Hero stone

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Hero stone, 1220 AD, Arasikere, Karnataka
10th-century AD hero stone, Kaathaadi Kuppam, Tamil Nadu

Hero stone (Virgal in Kannada language, நடுகல் naṭukal[1] in Tamil) is a memorial commemorating the honorable death of a hero in battle. Erected between the 3rd century BC and the 18th century AD, hero stones are found all over India. They often carry inscriptions displaying a variety of adornments, including bas relief panels, statues, and figures of carved stone.[2] Usually they are in the form of a stone monument and may have an inscription at the bottom with a narrative of the battle. According to the historian Upinder Singh, the largest concentration of such memorial stones are found in the Indian state of Karnataka. About two thousand six hundred and fifty hero stones, the earliest dated to the 5th century, have been discovered in Karnataka.[3] The custom of erecting memorial stones dates back to the Iron Age (1000 BCE–600BCE) though a vast majority were erected between the 5th and 13th centuries AD.[4]


The Tamil Nadu Department of Archeology found several hundred hero stones that had been erected in the memory of warriors who sacrificed their lives defending their community or region. Those that are carved with inscriptions detail the acts of the hero, the battle involved, and the name of king in whose name the battle was fought. The stones are found alone or in groups, usually near an irrigation tank or lake outside a village. [5] A hero stone has been unearthed, dating from 9th century of the Pallava King Dantivarman, in which the hero is riding a galloping horse, beautifully dressed and carrying a spear.[6] Another was recovered at Pappapatti in Usilampatti taluk and probably dates from the 18th century. The ancient stone shows a warrior posed heroically, accompanied by his wife who holds a flower. Many of these statues have been recovered over southern India depicting heroic warriors in battles. Creating hero stones had been prevalent since the Sangam period, dating back 2,300 years,[7] and continuing until the Nayak and post-Nayak period around 200 years ago.[8] In March 2014, a hero stone dating to the 8th century Pandya country, with an inscription in Tamil vatteluttu script, was found in Vellalankottai in Tuticorin district.[4]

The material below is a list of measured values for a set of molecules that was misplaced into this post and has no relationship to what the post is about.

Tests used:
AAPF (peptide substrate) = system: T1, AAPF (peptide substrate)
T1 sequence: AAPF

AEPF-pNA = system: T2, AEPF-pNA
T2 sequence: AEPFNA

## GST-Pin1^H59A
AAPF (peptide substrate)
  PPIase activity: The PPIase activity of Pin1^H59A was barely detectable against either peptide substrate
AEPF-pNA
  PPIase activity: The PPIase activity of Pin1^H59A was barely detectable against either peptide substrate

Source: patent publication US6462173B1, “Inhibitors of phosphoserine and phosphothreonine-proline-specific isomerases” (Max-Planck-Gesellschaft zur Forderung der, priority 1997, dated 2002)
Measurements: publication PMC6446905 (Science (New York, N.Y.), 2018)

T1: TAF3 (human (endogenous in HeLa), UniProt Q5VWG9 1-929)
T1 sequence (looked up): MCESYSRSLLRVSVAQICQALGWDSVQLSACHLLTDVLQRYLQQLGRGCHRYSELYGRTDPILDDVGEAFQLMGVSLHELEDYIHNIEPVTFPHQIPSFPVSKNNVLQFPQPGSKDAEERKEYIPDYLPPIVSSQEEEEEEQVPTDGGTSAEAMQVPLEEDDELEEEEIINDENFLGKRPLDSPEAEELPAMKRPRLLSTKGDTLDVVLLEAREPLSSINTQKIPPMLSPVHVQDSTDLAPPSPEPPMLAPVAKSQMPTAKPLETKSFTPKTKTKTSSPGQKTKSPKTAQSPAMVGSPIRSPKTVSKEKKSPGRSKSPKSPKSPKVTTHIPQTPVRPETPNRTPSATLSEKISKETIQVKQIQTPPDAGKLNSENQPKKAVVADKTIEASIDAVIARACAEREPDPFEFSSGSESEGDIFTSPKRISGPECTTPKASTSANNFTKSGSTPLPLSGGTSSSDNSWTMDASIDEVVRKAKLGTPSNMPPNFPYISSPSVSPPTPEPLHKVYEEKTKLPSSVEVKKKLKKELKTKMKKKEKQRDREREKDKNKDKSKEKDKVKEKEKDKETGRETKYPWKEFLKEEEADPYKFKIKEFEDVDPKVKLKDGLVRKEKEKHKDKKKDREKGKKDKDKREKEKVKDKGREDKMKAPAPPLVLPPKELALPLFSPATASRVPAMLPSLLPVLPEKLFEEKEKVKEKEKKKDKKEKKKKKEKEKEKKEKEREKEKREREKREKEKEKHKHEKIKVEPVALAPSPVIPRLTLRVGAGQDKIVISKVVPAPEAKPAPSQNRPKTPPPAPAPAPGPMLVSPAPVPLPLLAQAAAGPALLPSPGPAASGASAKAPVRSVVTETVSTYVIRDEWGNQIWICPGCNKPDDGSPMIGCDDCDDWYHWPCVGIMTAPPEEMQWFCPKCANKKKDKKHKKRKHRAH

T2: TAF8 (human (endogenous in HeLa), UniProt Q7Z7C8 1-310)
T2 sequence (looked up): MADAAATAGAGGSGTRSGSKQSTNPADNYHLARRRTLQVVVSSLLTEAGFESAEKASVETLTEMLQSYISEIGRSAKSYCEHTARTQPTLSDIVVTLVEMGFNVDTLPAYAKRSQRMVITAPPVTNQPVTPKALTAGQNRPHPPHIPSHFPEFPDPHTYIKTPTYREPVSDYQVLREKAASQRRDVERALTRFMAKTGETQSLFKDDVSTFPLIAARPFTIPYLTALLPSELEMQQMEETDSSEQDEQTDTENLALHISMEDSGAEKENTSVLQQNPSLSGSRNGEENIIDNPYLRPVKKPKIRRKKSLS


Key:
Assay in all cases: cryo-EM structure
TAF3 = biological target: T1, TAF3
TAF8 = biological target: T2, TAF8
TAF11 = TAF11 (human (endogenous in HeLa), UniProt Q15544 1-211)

Hero stones were not always made in honor of a person(s). The Atakur inscription (also spelt Athakur) is one such hero stone. It is dated to 939 A.D. and includes classical Kannada poetic inscription commemorating the death of the favorite hound of Ganga King Butuga II (the hound died fighting a wild boar).[9]



  1. ^ Filliozat, Jean (1991). Religion, Philosophy, Yoga: A Selection of Articles. Motilal Banarsidass Publ. p. 151. 
  2. ^ "Hero-stone Memorials of India". Kamat Potpourri. Retrieved 2007-03-15. 
  3. ^ Chapter "Memorializing death in stone", Singh (2009), p48
  4. ^ a b T. S. Subramanian (March 30, 2014). "Hero-stone discovered in Tamil Nadu". 
  5. ^ "Dolmens, Hero Stones and the Dravidian People". Retrieved 2009-06-30. 
  6. ^ "Pallava period 'herostone' unearthed in Vellore dt.". Retrieved 2007-03-15. 
  7. ^ "2,300-year-old hero stones found in Theni district". Chennai, India: The Hindu. 2006-04-05. Retrieved 2008-05-14. 
  8. ^ "'Hero stone' unearthed". The Hindu (Chennai, India). 2006-07-22. Retrieved 2007-03-17. 
  9. ^ Altekar (1934), p351


  • Singh, Upinder. A History of Ancient and Early Medieval India:From the Stone Age to the 12th Century. India: Pearsons Education. ISBN 978-81-317-1120-0. 
  • Altekar, Anant Sadashiv (1934) [1934]. The Rashtrakutas And Their Times; being a political, administrative, religious, social, economic and literary history of the Deccan during C. 750 A.D. to C. 1000 A.D. Poona: Oriental Book Agency. OCLC 3793499. 

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